Her legacy will live forever. Every time, we stand up for recovery and peer support and march for choice, rights and social justice….Celia will be there.
Harvey Rosenthal, NYAPRS CEO
When I entered the peer support workforce community nearly two decades ago, Celia Brown was one of the first pioneers of the consumer/survivor/ex-patient movement I met; she soon became an ally, a mentor, and a deeply close personal friend. Celia possessed unparalleled wisdom and skill navigating historically oppressive systems while simultaneously “changing the narrative” within these same hierarchies.
She was a tireless advocate, possessed a buoyant spirit, and was intentional about supporting others. Celia inspired her fellow advocates to speak out against inhumane practices, racism, and stigma. She skillfully and inimitably traversed her multiple roles with grace and discretion. Mere words cannot capture the breadth and depth of support Celia exchanged with her peers, friends, and family.
On a more personal note, I always experienced a sense of excitement, hope and rejuvenation talking with Celia. Regardless of what was going on in our lives and throughout the world, we always found something to be grateful for and laugh about. We sought comic relief to buffer the harshness of police violence, political upheaval, and structural racism. Celia and I share a birthday and were born in the same year. I am fortunate to have worked with Celia on planning the New York City Conference for Working Peer Specialists for the past 17 years; convening the Inaugural Surviving Race Dialogues this past summer in Savannah, Georgia; and hosting virtual peer support groups on Saturday afternoons for 14 months during the pandemic.
Celia sought to change systems one person at a time and never deemed any cause insurmountable. I will miss her immensely and will always be enriched by her dedication, friendship and support.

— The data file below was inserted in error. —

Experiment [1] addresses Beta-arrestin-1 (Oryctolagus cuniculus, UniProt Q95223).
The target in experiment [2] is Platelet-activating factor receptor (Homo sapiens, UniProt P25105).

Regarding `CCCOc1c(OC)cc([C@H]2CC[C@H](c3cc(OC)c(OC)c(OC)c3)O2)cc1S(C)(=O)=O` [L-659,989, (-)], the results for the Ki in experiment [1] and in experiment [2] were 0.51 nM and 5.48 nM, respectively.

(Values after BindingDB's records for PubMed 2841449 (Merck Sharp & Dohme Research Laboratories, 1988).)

Jonathan P. Edwards, Ph.D., Peer Support Workforce Advocate and Researcher, Colleague and Longtime Friend
When I returned to New York after over 10 years working in behavioral health in rural Arizona, one of the first people I met was Celia Brown. Her warm and giving soul made me so comfortable. As I learned more and more about Celia, I was honored and humbled that she took time to call me in on the movement and its history as she and others in the consumer/survivor/ex-patient network shared their knowledge and their time.
Celia made time for everything, I too worked with her for the past nine years on planning and executing the annual New York City Conference for Working Peer Specialists. She was a leader, who did not make one feel “led,” she was a wealth of historical knowledge, compassion, and passion for the work and for the international peer community.
Celia was always there for people; I remember riding home with her on the subway from Greenpoint in Brooklyn, where we had just spent time with visitors from the Netherlands, telling our stories. It was bitterly cold, and she had a long ride to the Bronx ahead, but she came out for these people as she always did for her family, friends, and colleagues.
I had the privilege of being invited by Celia to take part in the 2022 Surviving Race Dialogues and gratefully appreciated the opportunity to be of service at this social justice event. Celia was all about advocacy, equity, and justice, and my life will be forever changed by her resolute presence and kind mentoring.